About This Chapter
Who's it for?
Anyone who needs help understanding material from the History of the Vietnam War will benefit from taking this course. You will be able to grasp the subject matter faster, retain critical knowledge longer and earn better grades. You're in the right place if you:
- Have fallen behind in understanding what happened after the fall of Saigon or post-war Vietnam.
- Need an efficient way to learn about the Vietnam War after American involvement.
- Learn best with engaging auditory and visual tools.
- Struggle with learning disabilities or learning differences, including autism and ADHD.
- Experience difficulty understanding your teachers.
- Missed class time and need to catch up.
- Can't access extra history resources at school.
How it works:
- Start at the beginning, or identify the topics that you need help with.
- Watch and learn from fun videos, reviewing as needed.
- Refer to the video transcripts to reinforce your learning.
- Test your understanding of each lesson with short quizzes.
- Submit questions to one of our instructors for personalized support if you need extra help.
- Verify you're ready by completing the Vietnam War After American Involvement chapter exam.
Why it works:
- Study Efficiently: Skip what you know, review what you don't.
- Retain What You Learn: Engaging animations and real-life examples make topics easy to grasp.
- Be Ready on Test Day: Use the Vietnam War After American Involvement chapter exam to be prepared.
- Get Extra Support: Ask our subject-matter experts any relevant question. They're here to help!
- Study With Flexibility: Watch videos on any web-ready device.
Students will review:
In this chapter, you'll learn the answers to questions including:
- Why did Saigon fall to the North Vietnamese after the Paris Peace Accords?
- What genocidal atrocities were committed by the Khmer Rouge in Cambodia?
- Why did Laos fall to the communist Pathet Lao?
- Who was William Calley, and why was he prosecuted?
- How did Vietnam veterans adjust to post-war life in America?
- What was the lasting influence of the Vietnam War on U.S. foreign policy?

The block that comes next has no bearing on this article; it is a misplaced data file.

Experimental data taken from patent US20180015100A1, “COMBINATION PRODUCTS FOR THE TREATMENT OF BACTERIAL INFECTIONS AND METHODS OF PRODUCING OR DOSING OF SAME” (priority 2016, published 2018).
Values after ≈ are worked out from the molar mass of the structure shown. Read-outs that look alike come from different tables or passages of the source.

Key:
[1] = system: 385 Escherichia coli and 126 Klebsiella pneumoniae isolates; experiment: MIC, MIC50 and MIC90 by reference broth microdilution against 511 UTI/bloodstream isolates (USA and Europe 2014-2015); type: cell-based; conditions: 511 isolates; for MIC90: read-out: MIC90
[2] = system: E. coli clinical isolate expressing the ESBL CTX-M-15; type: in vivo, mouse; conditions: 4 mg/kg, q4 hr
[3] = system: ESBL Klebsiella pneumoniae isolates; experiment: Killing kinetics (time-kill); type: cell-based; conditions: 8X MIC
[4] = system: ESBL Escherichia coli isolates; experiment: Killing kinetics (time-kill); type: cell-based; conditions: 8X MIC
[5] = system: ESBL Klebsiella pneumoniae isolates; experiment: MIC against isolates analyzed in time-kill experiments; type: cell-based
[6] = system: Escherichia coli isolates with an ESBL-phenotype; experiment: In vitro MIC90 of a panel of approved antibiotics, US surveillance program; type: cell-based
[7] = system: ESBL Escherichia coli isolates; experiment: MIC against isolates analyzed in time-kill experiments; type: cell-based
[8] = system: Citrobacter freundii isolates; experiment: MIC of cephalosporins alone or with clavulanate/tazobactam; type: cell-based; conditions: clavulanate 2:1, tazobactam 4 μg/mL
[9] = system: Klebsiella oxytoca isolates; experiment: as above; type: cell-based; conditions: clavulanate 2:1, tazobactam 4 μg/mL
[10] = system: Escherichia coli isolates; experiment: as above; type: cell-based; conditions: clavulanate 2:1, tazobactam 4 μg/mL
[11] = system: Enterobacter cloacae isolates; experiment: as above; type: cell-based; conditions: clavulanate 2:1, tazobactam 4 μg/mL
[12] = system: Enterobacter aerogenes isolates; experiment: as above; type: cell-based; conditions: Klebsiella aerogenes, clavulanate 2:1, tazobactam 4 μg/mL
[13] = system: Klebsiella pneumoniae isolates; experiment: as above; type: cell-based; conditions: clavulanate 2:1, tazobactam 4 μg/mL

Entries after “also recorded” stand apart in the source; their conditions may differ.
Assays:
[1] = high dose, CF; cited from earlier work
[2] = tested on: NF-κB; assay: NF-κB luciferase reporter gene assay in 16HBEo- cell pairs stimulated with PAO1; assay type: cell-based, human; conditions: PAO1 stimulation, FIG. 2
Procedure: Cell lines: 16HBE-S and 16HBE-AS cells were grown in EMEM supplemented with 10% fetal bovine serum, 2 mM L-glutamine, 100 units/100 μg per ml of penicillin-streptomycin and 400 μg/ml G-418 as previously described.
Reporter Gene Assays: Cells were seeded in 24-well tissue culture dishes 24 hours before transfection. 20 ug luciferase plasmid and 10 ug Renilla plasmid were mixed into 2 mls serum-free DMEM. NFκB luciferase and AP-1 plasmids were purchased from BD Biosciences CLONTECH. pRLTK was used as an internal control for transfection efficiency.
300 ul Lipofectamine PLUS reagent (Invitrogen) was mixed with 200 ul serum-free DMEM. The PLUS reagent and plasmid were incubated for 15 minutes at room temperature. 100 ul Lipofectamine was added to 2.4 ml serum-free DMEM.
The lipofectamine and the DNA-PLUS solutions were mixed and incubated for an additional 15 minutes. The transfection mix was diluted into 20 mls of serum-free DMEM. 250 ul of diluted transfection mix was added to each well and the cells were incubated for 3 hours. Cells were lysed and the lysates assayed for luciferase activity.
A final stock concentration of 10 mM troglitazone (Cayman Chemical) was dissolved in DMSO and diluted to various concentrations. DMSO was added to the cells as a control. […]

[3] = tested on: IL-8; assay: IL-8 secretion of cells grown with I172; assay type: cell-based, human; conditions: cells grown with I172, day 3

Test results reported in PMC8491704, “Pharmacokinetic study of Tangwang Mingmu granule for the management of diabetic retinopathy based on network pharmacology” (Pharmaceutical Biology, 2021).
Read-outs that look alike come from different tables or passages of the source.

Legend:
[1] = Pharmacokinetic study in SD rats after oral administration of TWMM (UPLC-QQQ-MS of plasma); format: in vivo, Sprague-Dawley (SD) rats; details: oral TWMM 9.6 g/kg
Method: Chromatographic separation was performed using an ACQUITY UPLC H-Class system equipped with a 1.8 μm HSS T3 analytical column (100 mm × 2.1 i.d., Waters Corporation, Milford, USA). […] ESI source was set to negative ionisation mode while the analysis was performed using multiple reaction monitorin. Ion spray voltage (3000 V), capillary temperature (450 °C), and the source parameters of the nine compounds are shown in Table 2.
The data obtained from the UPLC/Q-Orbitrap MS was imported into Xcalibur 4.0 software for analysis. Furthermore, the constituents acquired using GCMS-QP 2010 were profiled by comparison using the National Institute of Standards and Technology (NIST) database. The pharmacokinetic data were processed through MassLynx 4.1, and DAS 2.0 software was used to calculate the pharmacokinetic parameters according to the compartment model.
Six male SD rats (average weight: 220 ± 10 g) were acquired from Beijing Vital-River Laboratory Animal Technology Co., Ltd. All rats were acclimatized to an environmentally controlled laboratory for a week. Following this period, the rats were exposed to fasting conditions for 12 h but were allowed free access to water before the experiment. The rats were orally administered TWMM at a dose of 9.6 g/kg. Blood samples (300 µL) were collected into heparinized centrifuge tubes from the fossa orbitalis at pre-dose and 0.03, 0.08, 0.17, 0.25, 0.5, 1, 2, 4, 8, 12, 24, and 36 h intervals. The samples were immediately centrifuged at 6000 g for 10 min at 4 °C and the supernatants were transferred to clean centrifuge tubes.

1. The Fall of Saigon During the Vietnam War: Causes and Timeline
On April 30, 1975, the Fall of Saigon occurred in South Vietnam, marking the end of the Vietnam War. Learn about the lead-up to the event, its occurrence and the aftermath for the United States and Southeast Asia in this lesson.
2. Communism Spreads During the Vietnam War: Cambodia and Laos
The fall of Cambodia and Laos in 1975 marked the end of the struggle to contain communism in Southeast Asia. Learn about the two nations, including their leaders, struggles and postwar actions, in this lesson.
3. Post-War Issues: Aftereffects of the Vietnam War on the U.S.
The defeat of the United States in the Vietnam War gripped the nation in the decades that followed. Learn more about the post-war years, including policy, veteran affairs and the American psyche, in this lesson.
4. The Domino Theory & the Vietnam War: Definition & Eisenhower's Speech
How did the United States come to be involved in a nearly twenty-year long conflict in Southeast Asia, with a nation most Americans knew nothing about? The extensive American military and diplomatic entanglement in Vietnam was justified, to a large extent, by the 'domino theory,' a principle laid out by Dwight Eisenhower in 1954.
5. Vietcong: Definition & Tactics
In this lesson, you will learn about the resistance fighters known as the Vietcong, and explore the role that they played in the Vietnam War and the reunification of North and South Vietnam.
6. Primary Source: Brent Scowcroft's 'Life Inside Cambodia' Memorandum
This lesson provides a transcript of Brent Scowcroft's 'Life Inside Cambodia' memorandum that describes life under the Khmer Rouge, the Cambodian communist dictatorship that stemmed from the Vietnam War. The memo's historical context and significance will also be detailed.
7. Primary Source: Brent Scowcroft's 'Escape from South Vietnam' Memorandum
Brent Scowcroft was President Gerald Ford's national security advisor. He sent the president a number of documents relating to the aftermath of American involvement in Vietnam during the late 1970s.
8. Primary Source: New York Times' Article on Tribute to Vietnam Dead
In 1982, the Vietnam War, and the times of extreme social turbulence that it helped catalyze, remained within living memory. In March, construction ended on a Washington, D.C., war memorial that simply listed the names of the dead.
Earning College Credit
Did you know… We have over 160 college courses that prepare you to earn credit by exam that is accepted by over 1,500 colleges and universities. You can test out of the first two years of college and save thousands off your degree. Anyone can earn credit-by-exam regardless of age or education level.
To learn more, visit our Earning Credit Page
Transferring credit to the school of your choice
Not sure what college you want to attend yet? Study.com has thousands of articles about every imaginable degree, area of study and career path that can help you find the school that's right for you.
Other chapters within the The Vietnam War: Help and Review course
- Roots of the Vietnam War: Help and Review
- Unrest in Vietnam During the Eisenhower Years: Help and Review
- John F Kennedy and the Vietnam War: Help and Review
- Lyndon B. Johnson and the Vietnam War: Help and Review
- Vietnam War During the Nixon Years: Help and Review
- Major Battles & Offensives of the Vietnam War: Help & Review